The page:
3 Ways to Manage Body Odor with Hidradenitis Suppurativa

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Many people who have hidradenitis suppurativa (HS) struggle with how it affects their self-image. They feel the swollen bumps or boils that appear on their bodies can be off-putting to others who may not understand what HS is and how it works. They also worry the fluid that sometimes leaks from their lesions can smell bad. As a result, they may hold other people, even friends and loved ones, at arm’s length. That can lead to isolation and withdrawal–and in some cases, even depression.

While there’s no treatment that can magically clear up your hidradenitis suppurativa, you can take some steps to help you manage problems like body odor, so you don’t have to push people away.

1. Keep yourself clean.

HS tends to occur in areas containing the apocrine sweat glands. These are the sweat glands clustered around hair follicles, known for producing the smelly kind of sweat. Puberty kick starts these apocrine sweat glands, and sex hormones spur them into producing a protein-rich sweat that’s odorless until it’s exposed to bacteria. So, you have a double whammy from the same part of the body: the smell associated with those sweat glands coupled with the smell associated with the pus that leaks out of HS lesions or boils.

The key here is to follow a daily skin care routine. Wash your body regularly, but do so with care. Skip the harsh, scented soaps and opt for a gentle, soap-free body wash that won’t irritate your skin. You might also carry gentle cleansing wipes with you for quick touch-ups on sweaty or smelly areas when you’re away from home.

Some people have found that washing with an antimicrobial wash, like one that contains chlorhexidine, can help, too. It gets rid of any odor-causing bacteria. But it’s a good idea to test it out by using it just once a week to see how your skin reacts. If you get good results, you might be able to wash with it as often as once a day. You can also gently dab the antiseptic cleaner on any lesions that burst or rupture to wipe away the bad-smelling pus.

2. Use deodorant carefully.

Even people who don’t have any lesions in their armpits may still worry about body odor. For them, it may be just a matter of finding an effective deodorant or deodorant/anti-perspirant combo. But if you do have lesions in your armpits–or have had them in the past–you may need to be a little more careful. Friction can irritate HS lesions, and the armpit can definitely be a high-friction area. Talk to your dermatologist about the best type of deodorant to use that will be gentle on your skin but keep odor at bay.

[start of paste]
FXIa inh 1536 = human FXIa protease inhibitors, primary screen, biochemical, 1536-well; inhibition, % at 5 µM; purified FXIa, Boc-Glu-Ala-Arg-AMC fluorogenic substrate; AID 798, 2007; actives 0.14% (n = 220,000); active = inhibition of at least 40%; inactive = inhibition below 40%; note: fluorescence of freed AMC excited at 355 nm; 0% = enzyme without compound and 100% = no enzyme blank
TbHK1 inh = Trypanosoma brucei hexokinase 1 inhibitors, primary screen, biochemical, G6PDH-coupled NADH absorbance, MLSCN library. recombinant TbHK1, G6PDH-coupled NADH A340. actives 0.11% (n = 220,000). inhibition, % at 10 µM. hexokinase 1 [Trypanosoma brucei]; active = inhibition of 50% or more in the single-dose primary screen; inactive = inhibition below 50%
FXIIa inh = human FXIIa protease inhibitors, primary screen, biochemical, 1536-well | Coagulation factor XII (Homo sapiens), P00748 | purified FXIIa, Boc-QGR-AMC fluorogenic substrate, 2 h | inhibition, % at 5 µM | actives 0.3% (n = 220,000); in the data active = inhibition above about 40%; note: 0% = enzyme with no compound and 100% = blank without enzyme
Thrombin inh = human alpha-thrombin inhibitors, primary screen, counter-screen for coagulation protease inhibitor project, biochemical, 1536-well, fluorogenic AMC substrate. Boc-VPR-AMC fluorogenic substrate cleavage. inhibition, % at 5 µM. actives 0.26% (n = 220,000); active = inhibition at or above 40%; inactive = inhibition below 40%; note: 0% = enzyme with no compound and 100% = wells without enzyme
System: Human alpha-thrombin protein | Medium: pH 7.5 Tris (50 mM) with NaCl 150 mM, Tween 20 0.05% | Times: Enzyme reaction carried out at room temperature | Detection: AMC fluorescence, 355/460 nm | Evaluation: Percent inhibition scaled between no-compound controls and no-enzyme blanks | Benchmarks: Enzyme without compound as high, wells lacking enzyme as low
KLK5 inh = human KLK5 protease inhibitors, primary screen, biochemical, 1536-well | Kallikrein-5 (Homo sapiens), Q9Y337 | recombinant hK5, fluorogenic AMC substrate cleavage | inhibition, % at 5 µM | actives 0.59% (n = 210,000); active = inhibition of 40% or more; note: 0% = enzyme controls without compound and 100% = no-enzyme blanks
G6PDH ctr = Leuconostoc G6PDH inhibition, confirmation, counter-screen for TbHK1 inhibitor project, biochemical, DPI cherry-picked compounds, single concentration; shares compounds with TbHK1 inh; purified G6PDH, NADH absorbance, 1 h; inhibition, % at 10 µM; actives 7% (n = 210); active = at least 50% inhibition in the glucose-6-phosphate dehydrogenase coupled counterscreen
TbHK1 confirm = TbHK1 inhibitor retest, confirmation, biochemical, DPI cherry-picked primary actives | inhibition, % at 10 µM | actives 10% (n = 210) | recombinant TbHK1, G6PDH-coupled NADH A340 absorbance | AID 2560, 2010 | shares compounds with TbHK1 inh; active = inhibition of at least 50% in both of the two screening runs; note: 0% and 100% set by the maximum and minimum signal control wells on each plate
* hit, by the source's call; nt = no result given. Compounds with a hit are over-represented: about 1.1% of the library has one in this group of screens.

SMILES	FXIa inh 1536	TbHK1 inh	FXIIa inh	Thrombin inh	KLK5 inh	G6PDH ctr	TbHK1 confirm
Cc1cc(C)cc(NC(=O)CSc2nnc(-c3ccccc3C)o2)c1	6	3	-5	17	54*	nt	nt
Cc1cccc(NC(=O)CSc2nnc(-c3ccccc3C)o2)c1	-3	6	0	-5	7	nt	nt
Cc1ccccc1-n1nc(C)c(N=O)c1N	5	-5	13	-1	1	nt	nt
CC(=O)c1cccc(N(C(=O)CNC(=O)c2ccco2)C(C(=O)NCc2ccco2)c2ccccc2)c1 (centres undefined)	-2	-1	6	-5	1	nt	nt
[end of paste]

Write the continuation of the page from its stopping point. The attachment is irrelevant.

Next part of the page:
3. Make wardrobe choices with care.

As you know, friction can be an issue for people with HS. You might like the look of a tight shirt or a snug pair of pants but stop and think for a minute about the fit and the fabric. Will the fabric rub up against any lesions you might have? Will it cause you to sweat more in those areas?

The last thing you want to do is don clothing that will create even more friction and perspiration and compound the problem. Tight fabric can rub against your irritated skin, causing pain and possibly speeding up the rupture of those lesions, causing that smelly pus to seep out. And you may find yourself sweating more when you’re wearing material that doesn’t breathe very well. That can produce more odor.

Keep these strategies in mind when picking out clothes:

  • Opt for looser, more flowing attire as a general rule
  • Forego clothes with tight waistbands or other features that might irritate lesions
  • Look for natural fabrics that breathe and absorb perspiration, which can reduce odor
  • Choose looser-fitting underwear, like boxer shorts or “boy shorts”
  • Avoid bras with metal wires and thin straps, which can put pressure on lesions
  • Consider using breast pads or bra liners to absorb sweat and drainage from lesions

You do need to wash your clothes regularly to remove bacteria, sweat, and stains. When you wash your clothes, choose a gentle detergent to avoid any additional irritation. An enzyme-free deterrent may be less harsh on your skin, as are detergents that are scent- and dye-free.

You may also need to consider a few other relevant issues, like hair removal. If you normally shave your underarms or wax your bikini line, you may want to consider how that affects any lesions you may have in that area. You may have to stop shaving those affected areas, so you don’t break open any lesions in those spots. Some people have had good results with laser hair removal instead–both as a treatment for their condition and for eradicating body hair in that area. 

It’s important, too, to find the right treatment for your HS, so your cysts are as controlled as possible. Talk to your doctor about different treatment options, and don’t give up if the first few don’t work. With commitment and persistence, you can find something that works for you.

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Medical Reviewer: Jennifer Larson
Last Review Date: 2020 Apr 27
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